The Moderne - Holy Grail of Vintage Guitars

LPTDMSV

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I... and sent me some photos. I have my doubts about its authenticity but haven't made up my mind yet.
Wouldn't it be really very hard to judge authenticity from photos, without the instrument in your hands?

(I'm probably bitter right now because I just wasted 4 hours going to look at a woodworking machine that looked OK in the high-res photos, but when I got there it was far more abused and dirty than I could have imagined!)

And even then, as Ian C. Bishop said all those years ago, there are custom guitar builders who can build a Gibson just as well as Gibson can build a Gibson. One or two of those people are on this forum!

Given the likely huge sum that guitar would be worth if it were genuine, the temptation to attempt a forgery must be pretty strong :)
 

pshupe

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As to why the production/re-issue Moderne had the 17th fret join, I understood Bill to be saying that because the concept and prototype Modernes were long lost (or never existed!?) Tim Shaw and Gibson just had to make a "best guess" on available evidence, and perhaps didn't analyse the patent drawings quite as obsessively as Bill did :) - not to mention Bill's computer skills and equipment are going to be *way* ahead of anything Gibson had 40 years ago!
I do not think Gibson needed to analyze the patent drawings to figure out the design of something they created, albeit 60 yrs ago. As you say it was 40 yrs ago when they did the re-issue, only 20 yrs or so after the guitar was conceived. Gibson would have lots of contacts for people that worked on those guitars in those days. In Ron's book there is a picture of what looks like a Moderne husk. The Kalamazoo factory closed in 1984, which was after production of some, if not all, of the re-issues. I think all of this would leave one to believe Gibson knew the design of these guitars. Now they may have been trying to replicate what would've been put into production for the Moderne or what was easier to produce with their current manufacturing line setups, which may have differed substantially from the proto-type, just like the Explorer differed from the Futura.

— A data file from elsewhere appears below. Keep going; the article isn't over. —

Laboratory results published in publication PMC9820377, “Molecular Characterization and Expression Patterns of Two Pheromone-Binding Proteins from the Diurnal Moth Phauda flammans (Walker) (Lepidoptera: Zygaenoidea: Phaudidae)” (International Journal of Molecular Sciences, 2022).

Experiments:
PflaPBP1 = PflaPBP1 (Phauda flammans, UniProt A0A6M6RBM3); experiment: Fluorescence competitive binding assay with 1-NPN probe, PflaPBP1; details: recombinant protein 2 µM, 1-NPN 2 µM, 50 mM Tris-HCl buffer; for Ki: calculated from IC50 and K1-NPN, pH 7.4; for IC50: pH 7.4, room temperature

As far as CAD goes, again I would think there would be no chance they were using the patent drawings to design the re-issue. As I mentioned earlier those drawings were purposefully developed just for the patent. They would not have spent any extra time making them "correct" or any proximity to construction documents. Also CAD would have no advantage over measuring with a ruler, actually it may be less accurate. If Gibson had access to the actual document, not a scan or picture. It would be much more accurate.

Regards Peter.
 
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pshupe

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Just organizing some material today. I got a bonus from work a while back in the form of an Amazon gift card and looked around at guitar suppliers where I could spend the $$$. Looks like Luxe takes Amazon Pay! Perfect. Took me a bit of math to figure out exactly what I could get for almost the exact $ amount of my bonus but it was worth it. Here is what I got -
Capture.JPG


Should last me a little while. Enough for about 30 guitars. Best bonus I ever got! ;-)

I also sat down on a ZOOM call this morning with Ron for a couple of hours and worked out some details. I've got the bodies all worked out and now I can move on to 3d models and CAM files. We have drawn up 3 distinct different plans.

The Proto-type - Ron has seen a guitar that had the switch location like that of the Explorer. Also the output jack is on the side of the body inside the treble wing.